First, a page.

- XIRR is vital for evaluating SIPs in mutual funds, providing an accurate measure of the annualized return.
Mutual Funds Comparison:
- XIRR is used for comparing the performance of different mutual funds, especially those with distinct investment strategies or objectives.
Tracking Financial Progress:
- Whether savings for education or retirement, using XIRR helps measure investment performance toward achieving long-term financial objectives.
Advantages Of Using XIRR:
The key strengths of Extended Internal Rate of Return are as follows:
- Precise Measurement: XIRR offers high precision in measurement because it considers both timing and amount of cash flows.
- Enhanced Decision-Making: In the complex process of project financing, the metric gives a clear picture of annualized returns, helping businesses make smart decisions.
- Highly Applicable & Versatile: XIRR is versatile, fitting various investments like mutual funds, real estate, and project financing. Its flexibility makes it valuable in various financial settings.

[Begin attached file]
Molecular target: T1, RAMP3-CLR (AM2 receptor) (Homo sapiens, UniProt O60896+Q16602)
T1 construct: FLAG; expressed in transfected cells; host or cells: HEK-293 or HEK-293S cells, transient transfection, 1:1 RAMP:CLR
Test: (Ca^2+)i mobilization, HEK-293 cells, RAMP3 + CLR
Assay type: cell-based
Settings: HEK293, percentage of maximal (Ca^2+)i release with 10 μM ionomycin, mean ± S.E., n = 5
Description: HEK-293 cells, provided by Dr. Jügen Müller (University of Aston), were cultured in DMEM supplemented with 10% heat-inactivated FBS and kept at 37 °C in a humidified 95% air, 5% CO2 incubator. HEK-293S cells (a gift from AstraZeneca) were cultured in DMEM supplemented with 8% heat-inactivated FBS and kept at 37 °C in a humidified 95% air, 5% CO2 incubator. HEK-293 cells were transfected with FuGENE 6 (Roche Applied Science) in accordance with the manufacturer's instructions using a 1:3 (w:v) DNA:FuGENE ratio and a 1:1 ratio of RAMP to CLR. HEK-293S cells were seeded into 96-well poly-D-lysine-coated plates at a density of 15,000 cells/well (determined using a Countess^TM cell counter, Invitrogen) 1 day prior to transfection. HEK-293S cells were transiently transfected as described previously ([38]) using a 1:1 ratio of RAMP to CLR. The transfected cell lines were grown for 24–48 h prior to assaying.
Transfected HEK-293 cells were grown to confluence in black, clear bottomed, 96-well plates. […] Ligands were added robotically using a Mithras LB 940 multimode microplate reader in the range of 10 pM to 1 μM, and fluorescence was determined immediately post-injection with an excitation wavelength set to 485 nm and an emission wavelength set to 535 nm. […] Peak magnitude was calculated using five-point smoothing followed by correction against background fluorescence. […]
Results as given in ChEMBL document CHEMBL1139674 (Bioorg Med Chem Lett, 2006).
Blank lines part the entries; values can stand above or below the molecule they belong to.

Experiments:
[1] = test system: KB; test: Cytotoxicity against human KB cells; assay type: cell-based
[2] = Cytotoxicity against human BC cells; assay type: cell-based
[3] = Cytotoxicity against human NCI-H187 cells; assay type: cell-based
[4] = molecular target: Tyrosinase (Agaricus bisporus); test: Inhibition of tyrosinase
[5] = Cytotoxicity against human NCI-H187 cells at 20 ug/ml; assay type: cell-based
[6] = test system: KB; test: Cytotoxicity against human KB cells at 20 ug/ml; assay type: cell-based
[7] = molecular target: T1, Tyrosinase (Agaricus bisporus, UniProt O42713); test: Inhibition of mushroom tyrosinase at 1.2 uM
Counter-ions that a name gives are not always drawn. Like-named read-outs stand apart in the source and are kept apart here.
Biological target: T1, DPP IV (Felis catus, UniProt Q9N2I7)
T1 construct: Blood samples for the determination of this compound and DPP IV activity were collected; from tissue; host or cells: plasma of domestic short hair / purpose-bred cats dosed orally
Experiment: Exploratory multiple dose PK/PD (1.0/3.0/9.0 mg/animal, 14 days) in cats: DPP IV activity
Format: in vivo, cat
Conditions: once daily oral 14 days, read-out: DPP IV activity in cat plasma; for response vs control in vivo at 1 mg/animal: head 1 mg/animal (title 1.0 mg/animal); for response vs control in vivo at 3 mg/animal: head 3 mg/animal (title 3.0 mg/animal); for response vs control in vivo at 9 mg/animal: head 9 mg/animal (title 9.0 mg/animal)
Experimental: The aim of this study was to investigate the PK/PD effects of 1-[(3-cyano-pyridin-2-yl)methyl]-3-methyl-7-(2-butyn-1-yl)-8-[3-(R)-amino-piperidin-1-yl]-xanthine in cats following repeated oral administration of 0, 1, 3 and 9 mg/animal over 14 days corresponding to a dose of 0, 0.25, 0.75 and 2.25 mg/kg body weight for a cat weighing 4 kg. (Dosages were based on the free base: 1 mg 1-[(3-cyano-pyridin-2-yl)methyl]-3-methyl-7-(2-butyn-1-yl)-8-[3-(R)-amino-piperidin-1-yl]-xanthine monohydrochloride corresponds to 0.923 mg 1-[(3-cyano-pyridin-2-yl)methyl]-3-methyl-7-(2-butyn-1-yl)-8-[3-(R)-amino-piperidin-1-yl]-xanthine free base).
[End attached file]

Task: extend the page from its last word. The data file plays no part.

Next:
CAGR Vs. IRR Vs. XIRR
|Nature Of Calculation
|Calculates the annual growth rate of an investment over a specific period of time.
|Represents the discount rate at which the NPV (Net Present Value) of cash flows from an investment becomes zero.
|It is an extension of the IRR that accommodates irregular cash flow and uneven time intervals.
|Cash Flow Events
|One Outflow & One Inflow Each
|Multiple Inflows and/or Outflows at Regular Intervals
|Multiple Inflows and/or Outflows at Regular/Irregular Intervals
|Type Of Return
|Neglects the timing aspects of cash flows.
|Considers the timings of cash flows.
(Effective only for evaluating annual growth rate.)
(Effective only for projects with consistent cash flows.)
(Adaptable to a broader range of investment scenarios. It considers both cash flow irregularities and timings.)
The Bottom Lines
Choosing between ‘CAGR Vs. IRR Vs. XIRR’ depends on the nuances of your investment being evaluated. Simply put, CAGR is great for steady, long-term investments, IRR is useful for projects with regular cash flows, and XIRR is the go-to tool for handling irregular cash flows and varying time intervals. Each has its role depending on the nature of your investment or project!
Whether you go for CAGR’s smoothed calculations, IRR’s equilibrium-seeking nature, or XIRR’s highly flexible and precise approach, understanding these metrics puts you in control of decoding investment returns and sets you up for success in the evolving financial market.